Scraping SFH and building apartment complex

3 Replies

Hi BP!

I live in a house that is on a lot zoned for high density MFH.  I'm trying to educate myself on the process (if I decide that the economics make sense) of scraping my house and building a 12-unit apartment building.  The zoning is not an issue.  

Does anybody have experience with this?

Would I need to engage an architect? 

Are there pre-published cookie-cutter plans I could buy and then provide to a builder?

Are there any resources on how to evaluate the economics?

Will a bank finance this?  Assuming I have to pay off the existing mortgage before demolishing the existing house...

Any insights are greatly appreciated!  If i left out any information, let me know and i'll try to clarify.  Thanks! 

Hi Rob,

While I have only been part of developments in CA, the approach will be similar but there will be outliers in every development. The first thing you will need to do is a feasibility study on if this development opportunity would even pencil at the high level. You are starting off in a great position since you own the land already, thus that upfront cost will not be wrapped into your analysis. Below is a list of items that you should be able to populate to begin the feasibility study (The last few depend on your exit strategy, Rentals, For Sale, etc.). While you fill out the costs for all of these items, the questions you posed will be answered and I believe you will get clarity on this opportunity.

- Design Fees (Building and Site) - Reach out to local Architects that design these building types, make sure they include the cost for there consultants.

- Permits and Fees (Includes Entitlements, Utility, Plan Review, Inspections, Any required studies, Reports, Environmental) - Reach out to your local municipality or whoever will be providing your permit.

- Financing/Taxes and Holding costs - Talk with the bank that you have your home mortgage. Find out the banks that will be providing the construction loan for your project.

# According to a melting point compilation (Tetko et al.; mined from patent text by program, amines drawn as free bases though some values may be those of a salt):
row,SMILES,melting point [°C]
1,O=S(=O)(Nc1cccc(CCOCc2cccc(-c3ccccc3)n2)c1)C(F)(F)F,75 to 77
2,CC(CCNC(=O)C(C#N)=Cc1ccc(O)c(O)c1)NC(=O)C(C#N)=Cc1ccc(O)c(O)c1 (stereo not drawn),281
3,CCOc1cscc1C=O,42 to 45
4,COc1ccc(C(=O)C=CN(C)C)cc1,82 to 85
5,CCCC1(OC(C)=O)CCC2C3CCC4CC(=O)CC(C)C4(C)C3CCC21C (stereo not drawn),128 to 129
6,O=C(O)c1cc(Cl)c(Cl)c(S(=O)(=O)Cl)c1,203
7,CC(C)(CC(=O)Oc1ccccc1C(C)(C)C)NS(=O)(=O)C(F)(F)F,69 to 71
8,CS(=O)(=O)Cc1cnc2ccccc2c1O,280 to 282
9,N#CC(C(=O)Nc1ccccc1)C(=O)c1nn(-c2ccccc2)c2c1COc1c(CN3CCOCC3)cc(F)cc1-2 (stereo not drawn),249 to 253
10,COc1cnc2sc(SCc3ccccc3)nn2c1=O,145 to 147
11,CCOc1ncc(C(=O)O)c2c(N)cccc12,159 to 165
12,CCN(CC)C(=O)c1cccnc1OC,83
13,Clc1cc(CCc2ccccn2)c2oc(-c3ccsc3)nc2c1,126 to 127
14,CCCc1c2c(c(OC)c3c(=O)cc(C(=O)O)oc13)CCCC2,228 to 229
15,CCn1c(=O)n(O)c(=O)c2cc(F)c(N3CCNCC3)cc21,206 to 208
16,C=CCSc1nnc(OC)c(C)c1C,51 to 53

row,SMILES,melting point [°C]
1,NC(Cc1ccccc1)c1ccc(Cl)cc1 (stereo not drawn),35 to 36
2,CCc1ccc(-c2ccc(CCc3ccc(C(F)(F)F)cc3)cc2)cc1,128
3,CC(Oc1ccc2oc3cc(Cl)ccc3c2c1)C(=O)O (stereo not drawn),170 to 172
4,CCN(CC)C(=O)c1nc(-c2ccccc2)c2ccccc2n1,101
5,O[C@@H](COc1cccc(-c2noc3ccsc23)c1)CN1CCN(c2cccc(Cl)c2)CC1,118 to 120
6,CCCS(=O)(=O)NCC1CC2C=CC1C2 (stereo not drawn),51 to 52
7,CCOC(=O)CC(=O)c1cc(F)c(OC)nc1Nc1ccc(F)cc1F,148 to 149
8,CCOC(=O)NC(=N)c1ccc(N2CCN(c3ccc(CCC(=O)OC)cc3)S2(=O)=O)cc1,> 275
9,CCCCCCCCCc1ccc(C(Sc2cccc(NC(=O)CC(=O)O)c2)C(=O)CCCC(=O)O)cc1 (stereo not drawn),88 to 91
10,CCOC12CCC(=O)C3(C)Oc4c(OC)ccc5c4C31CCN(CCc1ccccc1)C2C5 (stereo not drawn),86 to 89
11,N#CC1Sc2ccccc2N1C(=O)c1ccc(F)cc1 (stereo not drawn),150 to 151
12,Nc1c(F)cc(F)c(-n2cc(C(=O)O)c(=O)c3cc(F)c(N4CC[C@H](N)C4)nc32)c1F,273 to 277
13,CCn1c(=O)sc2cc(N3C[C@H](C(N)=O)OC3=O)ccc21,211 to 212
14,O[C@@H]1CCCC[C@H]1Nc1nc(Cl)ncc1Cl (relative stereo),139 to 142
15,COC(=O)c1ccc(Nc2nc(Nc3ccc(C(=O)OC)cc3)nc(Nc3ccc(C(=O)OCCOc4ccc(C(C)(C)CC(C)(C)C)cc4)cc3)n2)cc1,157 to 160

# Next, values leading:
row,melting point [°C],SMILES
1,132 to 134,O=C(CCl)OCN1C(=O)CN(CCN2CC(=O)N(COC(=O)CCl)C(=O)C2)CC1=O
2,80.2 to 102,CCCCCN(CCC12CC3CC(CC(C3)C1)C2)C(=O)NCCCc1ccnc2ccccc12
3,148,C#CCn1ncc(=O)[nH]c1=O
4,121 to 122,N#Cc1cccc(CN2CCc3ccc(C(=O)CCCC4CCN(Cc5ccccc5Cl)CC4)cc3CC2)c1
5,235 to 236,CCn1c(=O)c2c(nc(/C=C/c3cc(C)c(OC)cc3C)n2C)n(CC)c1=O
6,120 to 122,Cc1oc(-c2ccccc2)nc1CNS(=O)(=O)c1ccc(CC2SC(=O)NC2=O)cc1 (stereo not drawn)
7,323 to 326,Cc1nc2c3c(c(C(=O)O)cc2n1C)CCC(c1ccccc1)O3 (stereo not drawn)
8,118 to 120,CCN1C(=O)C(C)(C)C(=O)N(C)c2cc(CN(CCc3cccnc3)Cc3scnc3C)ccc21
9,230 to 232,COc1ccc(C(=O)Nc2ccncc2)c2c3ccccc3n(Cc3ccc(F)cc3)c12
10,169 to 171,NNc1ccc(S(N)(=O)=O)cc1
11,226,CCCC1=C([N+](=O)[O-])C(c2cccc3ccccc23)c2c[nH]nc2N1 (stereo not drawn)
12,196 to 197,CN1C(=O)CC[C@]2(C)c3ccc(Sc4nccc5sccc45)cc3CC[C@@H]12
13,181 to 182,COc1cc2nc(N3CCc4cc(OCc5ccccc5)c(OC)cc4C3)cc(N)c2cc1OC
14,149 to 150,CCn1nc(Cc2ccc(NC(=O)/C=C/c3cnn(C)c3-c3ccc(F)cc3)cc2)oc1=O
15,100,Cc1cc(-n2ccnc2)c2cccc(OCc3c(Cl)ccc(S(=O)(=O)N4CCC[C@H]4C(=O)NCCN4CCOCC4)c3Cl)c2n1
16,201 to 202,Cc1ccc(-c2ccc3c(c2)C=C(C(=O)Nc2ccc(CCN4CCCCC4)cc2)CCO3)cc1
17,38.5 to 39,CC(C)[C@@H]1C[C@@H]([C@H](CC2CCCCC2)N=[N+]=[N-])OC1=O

- Construction costs - Reach out to local GC's that have built these building types and size.  

- Leasing/Marketing Fees - Reach out to commercial real estate firms. 

- Development Fee - (this might be zero but something to think about)

- Operating and Maintenance costs - If rental units, will you be managing or using a management company. Maintenance should be minimal but still need to factor it in.

- Market Value (Rentals or For Sale) - Reach out to commercial real estate firms.  Do your own research.

I hope this helps.

Brian Giambastiani

@Rob Newsom

I am an investor and builder. You can look at predesigned plans but each lot is different so you will need a site plan that is specific for your lot. You will need an architect that has done apartment designs for the size you want. The architect will be able to help you walk the plans through the city's permitting process. However, you should look around and find stuff you like maybe using Pinterest so when you sit with an architect you can give him your ideas on what you want thus can give you pricing. 

Banks will give you a loan up to 80% of the appraised value after it is built. You will need to own the land which you do and will need to have approved plans for them to review. In addition a builders pricing. 

Best of luck

Awesome info, thank you both!  I'll start looking into these costs.  My gut tells me that replacing a single-door with 12 doors has to be a money maker, but I really need to start putting pencil to paper.  Have either of you (or anybody else for that matter) had any experience with seeking LIHTC, or other governmental assistance (i.e. grants) to help with building costs?

Thanks again!